The ’15 Corvette C7.R is the latest Corvette from Chevrolet Racing, and is one of the more
The Z06 Corvette’s 6.2L LS V-8 uses an intercooled 1.7L Eaton TVS blower to pump out 625 h
Chevy announced the ’15 Corvette Stingray Z06 in Detroit: 625 hp from a 6.2L V-8, super lo
Ford continues to torture us with the ’15 Mustang GT, which doesn’t go on sale until nearl
Here’s where over 60 years of Mustang history began: The ’62 Mustang I concept was a one-o
More PHR Videos On YouTube!
Over 1,800 subscribers can't be wrong. Those of you who have visited our website know about our video page, but did you know it only has a small fraction of all PHR videos? Our YouTube channel (www.YouTube.com/PopularHotRodding) has over 140 cool videos, with more being added every week. If you want to know more about some of the tech stories you've read about here, or want to sneak a peek at stuff that hasn't hit the magazine yet, check it out! Here are some recently posted shows from our series, Popular Hot Rodding Presents!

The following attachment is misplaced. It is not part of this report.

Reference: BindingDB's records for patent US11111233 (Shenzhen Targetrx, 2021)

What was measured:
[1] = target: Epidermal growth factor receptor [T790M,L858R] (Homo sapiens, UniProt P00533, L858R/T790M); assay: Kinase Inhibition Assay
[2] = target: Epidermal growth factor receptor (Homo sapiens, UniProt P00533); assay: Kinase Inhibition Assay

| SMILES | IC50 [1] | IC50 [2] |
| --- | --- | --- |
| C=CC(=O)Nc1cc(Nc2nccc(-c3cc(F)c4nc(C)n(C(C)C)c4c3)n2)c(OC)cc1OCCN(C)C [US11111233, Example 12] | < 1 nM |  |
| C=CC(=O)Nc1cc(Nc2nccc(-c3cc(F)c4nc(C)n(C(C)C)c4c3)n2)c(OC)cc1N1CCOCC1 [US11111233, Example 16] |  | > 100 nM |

454ci Windsor Short-Block Buildup: Assembly of a 454ci Ford small-block using an Eagle rot
454ci Windsor Induction Assembly & Dyno Test: We continue with the top end buildup of
Fabrication Methods For Creating Your Own Parts: How to make cool interior parts from scra
Wilwood Dynalite Disc Brake Installation: We bolt a set of Wilwood Dynalite brakes to the
CPP Hydra Stop Booster: Overview and installation of Classic Performance Products’ afforda
PCS Paddle Shifter Installation: How to convert any column or floor-shift automatic to Pow
I very much appreciate your coverage of the 351 Cleveland and am looking forward to Cleveland Buildup, Part 2. As a big fan of the Cleveland though, I do want to point out: 1) The Cleveland was made for five years, not four (1970-1974, count 'em). 2) The big valve award goes to the '69 Boss 302 with a 2.23 intake. The '70 Boss 302 also had 2.19-inch valves like the 4V Clevelands. 3) The Windsor is not the "modern" design, the Cleveland was. The Windsor and its oiling system goes back to 1962. Granted, it was a superior oiling system. Thanks again for the Cleveland coverage.
Battle Ground, WA
Thanks for the clarification, Neal. Trick Flow Specialties has made a huge investment in the Cleveland engine family with their new line of cylinder heads and intakes. They're betting there's a lot more guys like you out there. For those who missed last month's conclusion of our 408ci hydraulic-roller Cleveland stroker buildup, it made 621 hp (6,400 rpm) and 523 lb-ft (5,400) using Trick Flow's PowerPort 225cc heads and Track Heat intake.